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love or interest that fixes intellectual attention: “Concentration can only be achieved … when their hands come into play. Use of the hands brings a profound attention” (17:153). She critiques Tagore’s educational efforts to facilitate “concentration … through contemplation” (17:153), on the grounds that true mental concentration comes only from active and physical work, particularly with the hands. If little children are interested in color, for example, you may think they should be given quantities of beautiful colors … [But when] children [merely] see all these marvelous colors around them … they have … no knowledge, no interest, no concentration, no detail, no exactness … But if the children can move objects with their hands, their movements become correlated with their senses and their intellect develops accordingly. (17:168)

Other intellectual virtues grow in tandem with physical ones because children’s interest depends upon their activity. Intellectual love that merely contemplates eventually withers; love that actively engages through refined motion grows and develops. Children’s dexterity thus must be cultivated in order to ensure future intellectual development. Montessori indirectly prepares children’s muscles for skills such as writing through, for instance, putting knobs on puzzle pieces that strengthen and refine the pincer grip later needed for holding a pencil. She developed sandpaper letters children trace to cultivate motor memory in hands and arms. Such exercises are interesting to young children for reasons unrelated to writing, but they cultivate the dexterity and motor skills that serve writing later. When “at a later age, the intelligence of the child will urge him to write” (17:77), one who already has the requisite physical dexterity learns writing quickly. Only with sufficient dexterity to focus attention on what one writes rather than the physical process of writing can one use writing for more recognizably “intellectual” forms of self-expression. Personality is one and indivisible … This is the secret which the … child has … revealed … by doing work far beyond our dreams … in all fields, including the intellectual and abstract, provided his hand was allowed to work side by side with his intelligence [emphasis added]. Children show a great attachment to abstract subjects when they arrive at them through manual activity. (6:7)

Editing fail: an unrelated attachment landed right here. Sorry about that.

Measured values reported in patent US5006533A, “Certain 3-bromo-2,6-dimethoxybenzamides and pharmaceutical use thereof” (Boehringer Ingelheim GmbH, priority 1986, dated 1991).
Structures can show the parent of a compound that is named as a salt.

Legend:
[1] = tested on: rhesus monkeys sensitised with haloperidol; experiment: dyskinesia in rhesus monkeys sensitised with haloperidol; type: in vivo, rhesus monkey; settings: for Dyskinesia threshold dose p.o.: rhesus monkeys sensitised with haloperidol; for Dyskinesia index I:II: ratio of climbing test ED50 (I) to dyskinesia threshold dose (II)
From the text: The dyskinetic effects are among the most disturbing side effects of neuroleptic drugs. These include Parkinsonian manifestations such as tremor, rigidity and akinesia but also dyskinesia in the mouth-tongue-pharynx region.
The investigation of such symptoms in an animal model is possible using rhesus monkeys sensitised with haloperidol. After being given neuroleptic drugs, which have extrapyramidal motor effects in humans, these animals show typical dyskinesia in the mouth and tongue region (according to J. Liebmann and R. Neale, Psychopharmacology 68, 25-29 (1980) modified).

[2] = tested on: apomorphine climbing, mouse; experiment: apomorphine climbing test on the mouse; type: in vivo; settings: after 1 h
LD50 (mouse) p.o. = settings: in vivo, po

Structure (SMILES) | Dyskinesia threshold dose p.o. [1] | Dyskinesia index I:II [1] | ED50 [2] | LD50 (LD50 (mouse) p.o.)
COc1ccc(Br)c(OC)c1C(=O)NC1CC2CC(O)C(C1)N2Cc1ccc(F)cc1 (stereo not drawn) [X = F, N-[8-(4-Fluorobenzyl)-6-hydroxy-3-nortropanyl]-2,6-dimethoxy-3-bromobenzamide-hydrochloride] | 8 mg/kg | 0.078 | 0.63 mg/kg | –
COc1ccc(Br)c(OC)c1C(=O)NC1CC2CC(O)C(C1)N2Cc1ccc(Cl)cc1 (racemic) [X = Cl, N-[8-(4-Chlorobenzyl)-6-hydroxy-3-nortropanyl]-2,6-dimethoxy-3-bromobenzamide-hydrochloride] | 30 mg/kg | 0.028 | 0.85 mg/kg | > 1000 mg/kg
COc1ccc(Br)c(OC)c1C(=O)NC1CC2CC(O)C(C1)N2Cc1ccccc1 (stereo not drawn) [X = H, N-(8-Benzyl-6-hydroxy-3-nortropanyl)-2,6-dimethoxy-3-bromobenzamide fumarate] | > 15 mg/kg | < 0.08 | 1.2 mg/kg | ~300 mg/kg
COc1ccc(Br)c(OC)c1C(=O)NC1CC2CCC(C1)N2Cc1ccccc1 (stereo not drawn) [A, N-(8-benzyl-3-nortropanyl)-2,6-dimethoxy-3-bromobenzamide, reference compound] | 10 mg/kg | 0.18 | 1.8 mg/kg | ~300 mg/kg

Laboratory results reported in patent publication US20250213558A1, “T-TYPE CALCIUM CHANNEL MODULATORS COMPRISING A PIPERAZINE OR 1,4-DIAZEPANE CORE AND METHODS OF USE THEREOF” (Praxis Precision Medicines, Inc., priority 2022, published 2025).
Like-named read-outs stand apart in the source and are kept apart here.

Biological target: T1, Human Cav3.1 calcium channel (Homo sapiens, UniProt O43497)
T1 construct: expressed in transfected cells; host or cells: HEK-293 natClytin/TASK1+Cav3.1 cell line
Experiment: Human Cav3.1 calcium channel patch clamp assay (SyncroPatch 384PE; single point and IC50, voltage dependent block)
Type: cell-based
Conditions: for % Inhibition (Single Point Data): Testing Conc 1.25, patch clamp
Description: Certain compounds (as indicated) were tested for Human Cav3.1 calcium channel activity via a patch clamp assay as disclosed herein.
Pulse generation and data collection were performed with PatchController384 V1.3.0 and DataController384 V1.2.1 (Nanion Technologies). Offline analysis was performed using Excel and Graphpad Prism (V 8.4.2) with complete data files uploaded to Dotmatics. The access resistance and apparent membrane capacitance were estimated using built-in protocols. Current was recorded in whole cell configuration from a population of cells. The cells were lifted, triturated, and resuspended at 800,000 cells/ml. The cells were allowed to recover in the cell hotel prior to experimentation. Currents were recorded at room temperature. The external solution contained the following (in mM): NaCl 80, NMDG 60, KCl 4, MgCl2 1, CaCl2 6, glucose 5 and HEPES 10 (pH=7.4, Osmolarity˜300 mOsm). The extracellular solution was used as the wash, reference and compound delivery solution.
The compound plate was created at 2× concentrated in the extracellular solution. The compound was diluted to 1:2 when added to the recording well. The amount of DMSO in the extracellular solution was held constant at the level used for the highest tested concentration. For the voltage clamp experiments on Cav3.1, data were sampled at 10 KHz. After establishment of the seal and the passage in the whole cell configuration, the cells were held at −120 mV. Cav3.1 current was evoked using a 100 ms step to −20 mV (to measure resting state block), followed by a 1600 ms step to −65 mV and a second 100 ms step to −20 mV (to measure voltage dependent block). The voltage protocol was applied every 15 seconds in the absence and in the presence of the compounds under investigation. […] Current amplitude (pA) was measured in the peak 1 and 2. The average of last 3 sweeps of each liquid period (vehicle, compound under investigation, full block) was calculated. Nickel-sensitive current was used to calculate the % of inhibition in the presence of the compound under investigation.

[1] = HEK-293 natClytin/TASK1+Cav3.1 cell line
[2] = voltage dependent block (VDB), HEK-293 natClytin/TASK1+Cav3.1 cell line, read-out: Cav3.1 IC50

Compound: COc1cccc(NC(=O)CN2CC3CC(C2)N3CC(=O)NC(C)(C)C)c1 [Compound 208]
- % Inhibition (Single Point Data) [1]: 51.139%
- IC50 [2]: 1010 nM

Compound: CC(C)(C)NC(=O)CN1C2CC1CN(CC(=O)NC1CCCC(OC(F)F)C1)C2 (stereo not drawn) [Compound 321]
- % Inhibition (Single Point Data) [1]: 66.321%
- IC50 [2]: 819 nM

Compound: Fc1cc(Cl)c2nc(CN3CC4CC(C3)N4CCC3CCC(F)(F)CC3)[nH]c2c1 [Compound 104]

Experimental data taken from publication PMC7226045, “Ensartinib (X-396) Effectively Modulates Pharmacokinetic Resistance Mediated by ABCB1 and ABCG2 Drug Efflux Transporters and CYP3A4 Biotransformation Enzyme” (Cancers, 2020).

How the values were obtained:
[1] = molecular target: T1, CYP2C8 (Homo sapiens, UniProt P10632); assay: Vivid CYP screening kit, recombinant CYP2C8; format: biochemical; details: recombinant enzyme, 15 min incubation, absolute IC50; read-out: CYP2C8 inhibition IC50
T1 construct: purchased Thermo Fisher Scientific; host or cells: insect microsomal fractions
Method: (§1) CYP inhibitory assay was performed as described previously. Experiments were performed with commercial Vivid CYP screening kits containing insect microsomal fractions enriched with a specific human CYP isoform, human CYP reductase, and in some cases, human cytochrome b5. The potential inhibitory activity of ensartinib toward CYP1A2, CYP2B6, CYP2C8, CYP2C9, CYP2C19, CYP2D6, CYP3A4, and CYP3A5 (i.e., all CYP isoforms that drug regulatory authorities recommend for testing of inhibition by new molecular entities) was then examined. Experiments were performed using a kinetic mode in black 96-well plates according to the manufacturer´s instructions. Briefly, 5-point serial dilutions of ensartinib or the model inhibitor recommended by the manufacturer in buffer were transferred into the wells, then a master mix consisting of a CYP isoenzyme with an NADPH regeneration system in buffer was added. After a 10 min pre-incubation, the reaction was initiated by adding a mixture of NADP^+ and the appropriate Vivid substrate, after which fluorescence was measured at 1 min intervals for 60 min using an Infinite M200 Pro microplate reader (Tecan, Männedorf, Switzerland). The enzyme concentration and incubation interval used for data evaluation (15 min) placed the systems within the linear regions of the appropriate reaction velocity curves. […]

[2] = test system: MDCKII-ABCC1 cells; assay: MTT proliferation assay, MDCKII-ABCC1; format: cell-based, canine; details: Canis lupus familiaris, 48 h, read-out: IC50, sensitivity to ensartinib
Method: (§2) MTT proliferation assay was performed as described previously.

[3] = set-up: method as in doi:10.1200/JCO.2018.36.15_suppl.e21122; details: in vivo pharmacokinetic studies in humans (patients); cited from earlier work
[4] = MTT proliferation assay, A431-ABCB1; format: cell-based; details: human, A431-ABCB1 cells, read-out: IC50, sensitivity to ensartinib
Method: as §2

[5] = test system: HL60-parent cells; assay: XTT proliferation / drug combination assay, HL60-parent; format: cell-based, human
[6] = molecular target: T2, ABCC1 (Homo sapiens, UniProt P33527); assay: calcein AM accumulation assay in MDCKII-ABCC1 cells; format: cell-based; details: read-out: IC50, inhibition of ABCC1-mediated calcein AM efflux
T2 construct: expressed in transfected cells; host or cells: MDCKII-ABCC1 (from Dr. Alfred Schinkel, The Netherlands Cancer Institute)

Conversely, any “lack of [physical] preparation will be an obstruction to the intelligence; it will repulse him, and kill his interest for intellectual expression as well” (17:77). With respect to reading, Montessori notes the importance of “the muscles which must be used in order to speak” (17:54). Children who have not learned to pronounce letters properly through preparatory exercises then have to engage in “physiological mechanics” while trying to learn “true reading.” Such reading exercises constitute, as it were, a foreign body, which operates like a disease to prevent the development of the high intellectual activity which interprets the mysterious language of written symbols and arouses the child’s enthusiasm with the fascinating revelations they can give. The eagerness of the child to learn is

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curbed and cheated when he is compelled to stop his mind from working because his tongue refuses to act properly and must be laboriously trained to work right. (13:162)

The solution is not to ignore the need to cultivate labile dexterity, but to ensure that such training happens at the right time: This training, if begun at the proper time, when the child’s whole psychic and nervous organism yearns for the perfecting of the mechanism of speech, would have been a fascinating task; and once started along the right path, the pupil would have continued to follow it with alacrity and confidence. When the time comes for the intelligence to try its wings, its wings should be ready. What would happen to a painter if, at the moment of inspiration, he had to sit down and manufacture his brushes! (13:162)